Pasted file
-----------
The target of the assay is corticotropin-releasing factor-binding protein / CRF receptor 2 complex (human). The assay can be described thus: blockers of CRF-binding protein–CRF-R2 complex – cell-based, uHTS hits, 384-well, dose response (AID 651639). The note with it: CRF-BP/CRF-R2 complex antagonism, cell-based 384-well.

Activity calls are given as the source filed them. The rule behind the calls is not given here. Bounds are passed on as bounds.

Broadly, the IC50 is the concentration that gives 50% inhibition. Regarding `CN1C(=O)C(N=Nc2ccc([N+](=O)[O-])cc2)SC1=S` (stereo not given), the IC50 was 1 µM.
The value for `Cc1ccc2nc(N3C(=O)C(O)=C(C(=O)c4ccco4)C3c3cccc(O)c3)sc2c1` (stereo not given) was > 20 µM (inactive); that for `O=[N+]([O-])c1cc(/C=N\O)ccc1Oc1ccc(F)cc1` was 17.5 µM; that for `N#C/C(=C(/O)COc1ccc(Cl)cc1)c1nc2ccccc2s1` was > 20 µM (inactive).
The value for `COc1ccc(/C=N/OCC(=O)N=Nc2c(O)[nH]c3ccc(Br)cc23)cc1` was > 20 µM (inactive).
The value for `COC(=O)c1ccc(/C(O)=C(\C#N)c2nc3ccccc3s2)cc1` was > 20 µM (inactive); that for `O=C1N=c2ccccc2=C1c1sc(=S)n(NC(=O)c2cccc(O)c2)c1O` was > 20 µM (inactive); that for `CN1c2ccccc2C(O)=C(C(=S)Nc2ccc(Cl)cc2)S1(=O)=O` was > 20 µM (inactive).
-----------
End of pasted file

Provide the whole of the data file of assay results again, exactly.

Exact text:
The target of the assay is corticotropin-releasing factor-binding protein / CRF receptor 2 complex (human). The assay can be described thus: blockers of CRF-binding protein–CRF-R2 complex – cell-based, uHTS hits, 384-well, dose response (AID 651639). The note with it: CRF-BP/CRF-R2 complex antagonism, cell-based 384-well.

Activity calls are given as the source filed them. The rule behind the calls is not given here. Bounds are passed on as bounds.

Broadly, the IC50 is the concentration that gives 50% inhibition. Regarding `CN1C(=O)C(N=Nc2ccc([N+](=O)[O-])cc2)SC1=S` (stereo not given), the IC50 was 1 µM.
The value for `Cc1ccc2nc(N3C(=O)C(O)=C(C(=O)c4ccco4)C3c3cccc(O)c3)sc2c1` (stereo not given) was > 20 µM (inactive); that for `O=[N+]([O-])c1cc(/C=N\O)ccc1Oc1ccc(F)cc1` was 17.5 µM; that for `N#C/C(=C(/O)COc1ccc(Cl)cc1)c1nc2ccccc2s1` was > 20 µM (inactive).
The value for `COc1ccc(/C=N/OCC(=O)N=Nc2c(O)[nH]c3ccc(Br)cc23)cc1` was > 20 µM (inactive).
The value for `COC(=O)c1ccc(/C(O)=C(\C#N)c2nc3ccccc3s2)cc1` was > 20 µM (inactive); that for `O=C1N=c2ccccc2=C1c1sc(=S)n(NC(=O)c2cccc(O)c2)c1O` was > 20 µM (inactive); that for `CN1c2ccccc2C(O)=C(C(=S)Nc2ccc(Cl)cc2)S1(=O)=O` was > 20 µM (inactive).